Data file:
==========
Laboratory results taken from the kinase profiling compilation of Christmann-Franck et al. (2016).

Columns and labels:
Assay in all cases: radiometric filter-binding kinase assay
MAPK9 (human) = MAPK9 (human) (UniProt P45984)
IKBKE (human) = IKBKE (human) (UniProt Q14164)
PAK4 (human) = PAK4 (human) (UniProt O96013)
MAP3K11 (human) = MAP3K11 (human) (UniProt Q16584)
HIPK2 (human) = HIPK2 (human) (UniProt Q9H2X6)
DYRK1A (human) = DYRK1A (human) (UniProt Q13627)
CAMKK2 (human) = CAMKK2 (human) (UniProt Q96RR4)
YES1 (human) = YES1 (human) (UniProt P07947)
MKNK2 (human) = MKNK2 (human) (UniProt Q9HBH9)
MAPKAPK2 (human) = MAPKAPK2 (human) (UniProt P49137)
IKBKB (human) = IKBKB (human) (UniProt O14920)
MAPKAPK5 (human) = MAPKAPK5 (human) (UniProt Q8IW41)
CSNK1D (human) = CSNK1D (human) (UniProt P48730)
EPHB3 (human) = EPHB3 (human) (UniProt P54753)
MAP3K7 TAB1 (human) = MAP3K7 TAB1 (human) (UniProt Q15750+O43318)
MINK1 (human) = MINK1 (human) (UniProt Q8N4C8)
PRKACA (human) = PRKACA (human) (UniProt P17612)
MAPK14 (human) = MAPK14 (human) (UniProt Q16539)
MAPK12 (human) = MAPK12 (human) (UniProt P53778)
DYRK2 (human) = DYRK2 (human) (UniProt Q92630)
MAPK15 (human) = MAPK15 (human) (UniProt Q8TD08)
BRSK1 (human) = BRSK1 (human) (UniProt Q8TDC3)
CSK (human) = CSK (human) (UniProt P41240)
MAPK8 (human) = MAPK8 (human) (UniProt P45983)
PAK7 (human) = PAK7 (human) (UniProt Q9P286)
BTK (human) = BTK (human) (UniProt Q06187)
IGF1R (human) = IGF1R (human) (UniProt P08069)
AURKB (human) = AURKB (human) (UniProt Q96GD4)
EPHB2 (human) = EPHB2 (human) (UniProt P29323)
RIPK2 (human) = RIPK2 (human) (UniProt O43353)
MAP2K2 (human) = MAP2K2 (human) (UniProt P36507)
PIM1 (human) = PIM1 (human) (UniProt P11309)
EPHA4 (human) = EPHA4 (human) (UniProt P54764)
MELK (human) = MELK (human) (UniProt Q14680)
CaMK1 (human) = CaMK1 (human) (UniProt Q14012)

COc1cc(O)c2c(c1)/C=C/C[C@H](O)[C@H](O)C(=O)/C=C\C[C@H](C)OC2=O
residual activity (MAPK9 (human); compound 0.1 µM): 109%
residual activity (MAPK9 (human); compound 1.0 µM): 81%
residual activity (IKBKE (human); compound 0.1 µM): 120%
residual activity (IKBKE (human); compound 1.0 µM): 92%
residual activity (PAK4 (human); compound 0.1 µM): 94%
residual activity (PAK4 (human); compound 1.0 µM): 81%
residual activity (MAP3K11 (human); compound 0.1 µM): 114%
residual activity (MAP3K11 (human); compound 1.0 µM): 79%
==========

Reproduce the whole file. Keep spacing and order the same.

Laboratory results taken from the kinase profiling compilation of Christmann-Franck et al. (2016).

Columns and labels:
Assay in all cases: radiometric filter-binding kinase assay
MAPK9 (human) = MAPK9 (human) (UniProt P45984)
IKBKE (human) = IKBKE (human) (UniProt Q14164)
PAK4 (human) = PAK4 (human) (UniProt O96013)
MAP3K11 (human) = MAP3K11 (human) (UniProt Q16584)
HIPK2 (human) = HIPK2 (human) (UniProt Q9H2X6)
DYRK1A (human) = DYRK1A (human) (UniProt Q13627)
CAMKK2 (human) = CAMKK2 (human) (UniProt Q96RR4)
YES1 (human) = YES1 (human) (UniProt P07947)
MKNK2 (human) = MKNK2 (human) (UniProt Q9HBH9)
MAPKAPK2 (human) = MAPKAPK2 (human) (UniProt P49137)
IKBKB (human) = IKBKB (human) (UniProt O14920)
MAPKAPK5 (human) = MAPKAPK5 (human) (UniProt Q8IW41)
CSNK1D (human) = CSNK1D (human) (UniProt P48730)
EPHB3 (human) = EPHB3 (human) (UniProt P54753)
MAP3K7 TAB1 (human) = MAP3K7 TAB1 (human) (UniProt Q15750+O43318)
MINK1 (human) = MINK1 (human) (UniProt Q8N4C8)
PRKACA (human) = PRKACA (human) (UniProt P17612)
MAPK14 (human) = MAPK14 (human) (UniProt Q16539)
MAPK12 (human) = MAPK12 (human) (UniProt P53778)
DYRK2 (human) = DYRK2 (human) (UniProt Q92630)
MAPK15 (human) = MAPK15 (human) (UniProt Q8TD08)
BRSK1 (human) = BRSK1 (human) (UniProt Q8TDC3)
CSK (human) = CSK (human) (UniProt P41240)
MAPK8 (human) = MAPK8 (human) (UniProt P45983)
PAK7 (human) = PAK7 (human) (UniProt Q9P286)
BTK (human) = BTK (human) (UniProt Q06187)
IGF1R (human) = IGF1R (human) (UniProt P08069)
AURKB (human) = AURKB (human) (UniProt Q96GD4)
EPHB2 (human) = EPHB2 (human) (UniProt P29323)
RIPK2 (human) = RIPK2 (human) (UniProt O43353)
MAP2K2 (human) = MAP2K2 (human) (UniProt P36507)
PIM1 (human) = PIM1 (human) (UniProt P11309)
EPHA4 (human) = EPHA4 (human) (UniProt P54764)
MELK (human) = MELK (human) (UniProt Q14680)
CaMK1 (human) = CaMK1 (human) (UniProt Q14012)

COc1cc(O)c2c(c1)/C=C/C[C@H](O)[C@H](O)C(=O)/C=C\C[C@H](C)OC2=O
residual activity (MAPK9 (human); compound 0.1 µM): 109%
residual activity (MAPK9 (human); compound 1.0 µM): 81%
residual activity (IKBKE (human); compound 0.1 µM): 120%
residual activity (IKBKE (human); compound 1.0 µM): 92%
residual activity (PAK4 (human); compound 0.1 µM): 94%
residual activity (PAK4 (human); compound 1.0 µM): 81%
residual activity (MAP3K11 (human); compound 0.1 µM): 114%
residual activity (MAP3K11 (human); compound 1.0 µM): 79%